by Ann Wilson
Investing in the Stock Market isn’t difficult or complicated, but like so many things in life we can make it so. I have found that the most successful strategies are usually the simplest. Why? Because:
They are easy to implement;
They are easy to keep going;
They are easy to automate;
They require minimal effort and time to maintain;
They are easy to understand and monitor;
They let me get on with my life.
Damn - my secret is out. I am fundamentally lazy! I like easy. Perhaps it’s because there are so many other things I want to be doing with my time and energy. What ever the reason - it works.
After years of believing complex must mean higher returns and trying countless different strategies and methods I have realised that the most successful stock market investing strategy I have ever implemented is in fact the simplest and I now use it for 80% of my stock market investing.
Here it is:
Step 1 Invest a fixed amount of money every month into a stock market index tracking fund via an online investment platform. To do this, simply set up an Automatic Investment Plan (AIP) where money is withdrawn automatically and regularly from your bank account and invested in a stock market-based fund on your behalf.
Step 2 Reinvest any investment returns by selecting an accumulation fund option which means any dividends are automatically reinvested.
Step 3 Leave it alone to grow.
Step 4 Once a year, increase your monthly contribution, either in the same index tracking fund or in a new index tracking fund, in order to build up a portfolio of funds.
Step 5 Leave it alone to grow.
That’s it. I told you it was easy!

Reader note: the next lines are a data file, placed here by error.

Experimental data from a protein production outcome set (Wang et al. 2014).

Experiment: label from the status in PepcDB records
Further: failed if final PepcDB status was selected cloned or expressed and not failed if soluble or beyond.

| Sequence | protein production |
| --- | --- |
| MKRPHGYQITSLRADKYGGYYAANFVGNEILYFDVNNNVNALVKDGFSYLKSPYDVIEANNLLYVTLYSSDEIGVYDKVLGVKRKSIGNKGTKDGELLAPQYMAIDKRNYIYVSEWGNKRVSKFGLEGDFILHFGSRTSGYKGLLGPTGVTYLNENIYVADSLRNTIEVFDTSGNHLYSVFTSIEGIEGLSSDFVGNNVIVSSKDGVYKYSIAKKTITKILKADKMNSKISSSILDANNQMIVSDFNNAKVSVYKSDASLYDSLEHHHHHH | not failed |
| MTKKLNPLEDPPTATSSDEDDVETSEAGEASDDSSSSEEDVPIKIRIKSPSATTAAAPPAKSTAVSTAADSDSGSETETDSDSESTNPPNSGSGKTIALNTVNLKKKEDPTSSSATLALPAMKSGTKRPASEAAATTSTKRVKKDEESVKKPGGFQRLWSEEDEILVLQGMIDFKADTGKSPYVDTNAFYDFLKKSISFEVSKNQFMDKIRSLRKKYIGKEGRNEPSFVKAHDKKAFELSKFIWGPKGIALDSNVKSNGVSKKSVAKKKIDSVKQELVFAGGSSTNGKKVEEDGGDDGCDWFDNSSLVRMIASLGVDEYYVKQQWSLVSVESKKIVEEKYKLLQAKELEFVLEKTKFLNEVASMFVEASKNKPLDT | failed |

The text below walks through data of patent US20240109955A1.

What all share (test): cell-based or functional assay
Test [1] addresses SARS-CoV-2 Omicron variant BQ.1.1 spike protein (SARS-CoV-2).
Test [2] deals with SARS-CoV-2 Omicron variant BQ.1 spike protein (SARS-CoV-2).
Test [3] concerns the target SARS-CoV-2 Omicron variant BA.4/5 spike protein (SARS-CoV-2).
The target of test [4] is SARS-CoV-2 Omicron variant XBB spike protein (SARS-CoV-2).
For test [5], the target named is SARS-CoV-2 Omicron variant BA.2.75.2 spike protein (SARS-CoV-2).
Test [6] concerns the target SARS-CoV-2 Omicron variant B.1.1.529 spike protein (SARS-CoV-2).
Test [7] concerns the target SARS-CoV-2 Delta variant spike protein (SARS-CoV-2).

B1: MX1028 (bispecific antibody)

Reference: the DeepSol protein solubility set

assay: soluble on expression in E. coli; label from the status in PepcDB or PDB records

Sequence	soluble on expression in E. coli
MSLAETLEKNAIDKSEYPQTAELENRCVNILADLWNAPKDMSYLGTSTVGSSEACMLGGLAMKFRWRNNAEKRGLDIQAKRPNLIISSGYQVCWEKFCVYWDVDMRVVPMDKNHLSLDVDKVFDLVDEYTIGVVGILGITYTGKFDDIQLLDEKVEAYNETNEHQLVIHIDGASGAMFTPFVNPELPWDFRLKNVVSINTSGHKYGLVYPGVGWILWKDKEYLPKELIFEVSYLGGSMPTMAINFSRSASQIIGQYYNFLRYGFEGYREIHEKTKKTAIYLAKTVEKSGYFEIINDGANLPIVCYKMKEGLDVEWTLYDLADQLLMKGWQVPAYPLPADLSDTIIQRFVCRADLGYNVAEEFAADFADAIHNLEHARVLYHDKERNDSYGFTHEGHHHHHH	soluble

So, what should you buy? I recommend you start you invest in a unit trust or Exchange Traded Fund (ETF) Index tracker. The objective of your AIP is to keep it simple: low investment costs, very little management required from you, and risk kept at a minimum.
When you buy a unit trust or an Exchange Traded Fund, you're actually buying a piece of a whole basket of shares. You don’t have to select the individual shares, and your investment is spread across all the shares in the fund you buy, which automatically diversifies your investment. In other words, the risk of your investment going down due to one individual share going down, is diluted significantly.
I also recommend that you invest in an Index Tracker fund. Why an Index Tracker? Back to my investing hero, Mr Buffett: the best advice Buffett has for small investors is to put their money into an Index Tracker Fund because of its broad diversification and low costs. To quote: “A very low-cost index is going to beat a majority of the amateur-managed money and professionally-managed money funds.”
The Index Tracker As investors, there are only two things which we can control: the fees we pay, and the assets we invest in.
An index tracker is a low-cost, simple investment fund that mimics the performance of the stock market. In order to understand how it works, it's useful to know a little about stock market indexes: an index is a method of tracking how well a stock market, or a particular sector of it, is performing. It enables investors to assess how well they're doing, by comparing their own performance against it. They can see if they're out-performing (doing better than the index) or under-performing (doing worse).
Each index is made up of many different companies. When you hear on the news that "The Dow Jones is down 100 points” or the "Footsie has risen 50 points today", the news anchor is referring to the stock market indexes of the New York Stock Exchange and the London Stock Exchange, respectively. But what does a rise of 50 points actually mean?